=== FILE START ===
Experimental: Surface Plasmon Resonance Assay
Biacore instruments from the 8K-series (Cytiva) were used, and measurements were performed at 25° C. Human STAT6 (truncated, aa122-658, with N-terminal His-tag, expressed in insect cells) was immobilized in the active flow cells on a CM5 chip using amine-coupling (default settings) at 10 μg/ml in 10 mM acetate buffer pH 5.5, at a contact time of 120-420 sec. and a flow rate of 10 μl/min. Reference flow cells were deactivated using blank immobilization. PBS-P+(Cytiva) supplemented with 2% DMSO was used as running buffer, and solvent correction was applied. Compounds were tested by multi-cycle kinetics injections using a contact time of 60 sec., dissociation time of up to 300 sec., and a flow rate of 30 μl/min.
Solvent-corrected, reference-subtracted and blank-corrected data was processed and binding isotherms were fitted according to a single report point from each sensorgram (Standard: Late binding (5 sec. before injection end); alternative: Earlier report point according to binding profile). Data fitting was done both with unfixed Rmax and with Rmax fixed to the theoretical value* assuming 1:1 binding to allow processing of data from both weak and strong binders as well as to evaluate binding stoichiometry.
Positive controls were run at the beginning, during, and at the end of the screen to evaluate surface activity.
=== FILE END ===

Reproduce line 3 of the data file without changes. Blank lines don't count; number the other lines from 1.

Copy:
Solvent-corrected, reference-subtracted and blank-corrected data was processed and binding isotherms were fitted according to a single report point from each sensorgram (Standard: Late binding (5 sec. before injection end); alternative: Earlier report point according to binding profile). Data fitting was done both with unfixed Rmax and with Rmax fixed to the theoretical value* assuming 1:1 binding to allow processing of data from both weak and strong binders as well as to evaluate binding stoichiometry.